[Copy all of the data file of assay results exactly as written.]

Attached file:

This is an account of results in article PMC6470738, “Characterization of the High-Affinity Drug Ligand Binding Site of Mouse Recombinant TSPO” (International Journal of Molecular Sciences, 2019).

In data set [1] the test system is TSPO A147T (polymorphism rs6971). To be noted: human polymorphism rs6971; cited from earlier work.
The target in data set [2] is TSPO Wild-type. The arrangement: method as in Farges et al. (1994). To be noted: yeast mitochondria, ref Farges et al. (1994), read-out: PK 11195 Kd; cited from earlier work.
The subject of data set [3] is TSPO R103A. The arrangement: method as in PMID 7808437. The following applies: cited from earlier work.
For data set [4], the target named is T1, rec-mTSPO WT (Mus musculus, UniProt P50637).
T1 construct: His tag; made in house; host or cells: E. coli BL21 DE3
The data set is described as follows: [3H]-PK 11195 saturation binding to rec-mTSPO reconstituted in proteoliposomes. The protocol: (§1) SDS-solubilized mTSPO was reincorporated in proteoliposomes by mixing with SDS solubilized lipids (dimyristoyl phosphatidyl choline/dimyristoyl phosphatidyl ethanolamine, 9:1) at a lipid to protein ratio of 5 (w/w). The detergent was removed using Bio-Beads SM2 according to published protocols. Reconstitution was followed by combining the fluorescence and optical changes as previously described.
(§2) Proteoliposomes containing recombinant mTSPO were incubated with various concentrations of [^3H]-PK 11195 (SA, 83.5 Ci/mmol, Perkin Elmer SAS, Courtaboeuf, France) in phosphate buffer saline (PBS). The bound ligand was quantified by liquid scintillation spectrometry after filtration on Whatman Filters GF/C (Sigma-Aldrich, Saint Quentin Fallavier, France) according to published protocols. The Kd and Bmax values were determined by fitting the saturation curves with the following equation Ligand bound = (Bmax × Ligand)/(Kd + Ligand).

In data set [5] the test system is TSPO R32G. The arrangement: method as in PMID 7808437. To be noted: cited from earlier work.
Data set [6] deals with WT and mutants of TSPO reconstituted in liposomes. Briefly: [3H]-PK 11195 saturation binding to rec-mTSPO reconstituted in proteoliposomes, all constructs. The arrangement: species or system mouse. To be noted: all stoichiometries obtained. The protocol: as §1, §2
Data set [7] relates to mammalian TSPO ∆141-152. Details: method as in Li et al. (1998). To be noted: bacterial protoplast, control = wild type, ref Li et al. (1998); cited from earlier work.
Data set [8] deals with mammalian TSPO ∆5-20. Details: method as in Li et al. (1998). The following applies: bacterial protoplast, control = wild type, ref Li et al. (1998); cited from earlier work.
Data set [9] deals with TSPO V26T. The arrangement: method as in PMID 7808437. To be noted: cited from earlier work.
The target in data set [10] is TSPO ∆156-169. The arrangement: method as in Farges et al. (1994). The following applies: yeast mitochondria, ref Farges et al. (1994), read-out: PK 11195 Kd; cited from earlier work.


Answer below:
This is an account of results in article PMC6470738, “Characterization of the High-Affinity Drug Ligand Binding Site of Mouse Recombinant TSPO” (International Journal of Molecular Sciences, 2019).

In data set [1] the test system is TSPO A147T (polymorphism rs6971). To be noted: human polymorphism rs6971; cited from earlier work.
The target in data set [2] is TSPO Wild-type. The arrangement: method as in Farges et al. (1994). To be noted: yeast mitochondria, ref Farges et al. (1994), read-out: PK 11195 Kd; cited from earlier work.
The subject of data set [3] is TSPO R103A. The arrangement: method as in PMID 7808437. The following applies: cited from earlier work.
For data set [4], the target named is T1, rec-mTSPO WT (Mus musculus, UniProt P50637).
T1 construct: His tag; made in house; host or cells: E. coli BL21 DE3
The data set is described as follows: [3H]-PK 11195 saturation binding to rec-mTSPO reconstituted in proteoliposomes. The protocol: (§1) SDS-solubilized mTSPO was reincorporated in proteoliposomes by mixing with SDS solubilized lipids (dimyristoyl phosphatidyl choline/dimyristoyl phosphatidyl ethanolamine, 9:1) at a lipid to protein ratio of 5 (w/w). The detergent was removed using Bio-Beads SM2 according to published protocols. Reconstitution was followed by combining the fluorescence and optical changes as previously described.
(§2) Proteoliposomes containing recombinant mTSPO were incubated with various concentrations of [^3H]-PK 11195 (SA, 83.5 Ci/mmol, Perkin Elmer SAS, Courtaboeuf, France) in phosphate buffer saline (PBS). The bound ligand was quantified by liquid scintillation spectrometry after filtration on Whatman Filters GF/C (Sigma-Aldrich, Saint Quentin Fallavier, France) according to published protocols. The Kd and Bmax values were determined by fitting the saturation curves with the following equation Ligand bound = (Bmax × Ligand)/(Kd + Ligand).

In data set [5] the test system is TSPO R32G. The arrangement: method as in PMID 7808437. To be noted: cited from earlier work.
Data set [6] deals with WT and mutants of TSPO reconstituted in liposomes. Briefly: [3H]-PK 11195 saturation binding to rec-mTSPO reconstituted in proteoliposomes, all constructs. The arrangement: species or system mouse. To be noted: all stoichiometries obtained. The protocol: as §1, §2
Data set [7] relates to mammalian TSPO ∆141-152. Details: method as in Li et al. (1998). To be noted: bacterial protoplast, control = wild type, ref Li et al. (1998); cited from earlier work.
Data set [8] deals with mammalian TSPO ∆5-20. Details: method as in Li et al. (1998). The following applies: bacterial protoplast, control = wild type, ref Li et al. (1998); cited from earlier work.
Data set [9] deals with TSPO V26T. The arrangement: method as in PMID 7808437. To be noted: cited from earlier work.
The target in data set [10] is TSPO ∆156-169. The arrangement: method as in Farges et al. (1994). The following applies: yeast mitochondria, ref Farges et al. (1994), read-out: PK 11195 Kd; cited from earlier work.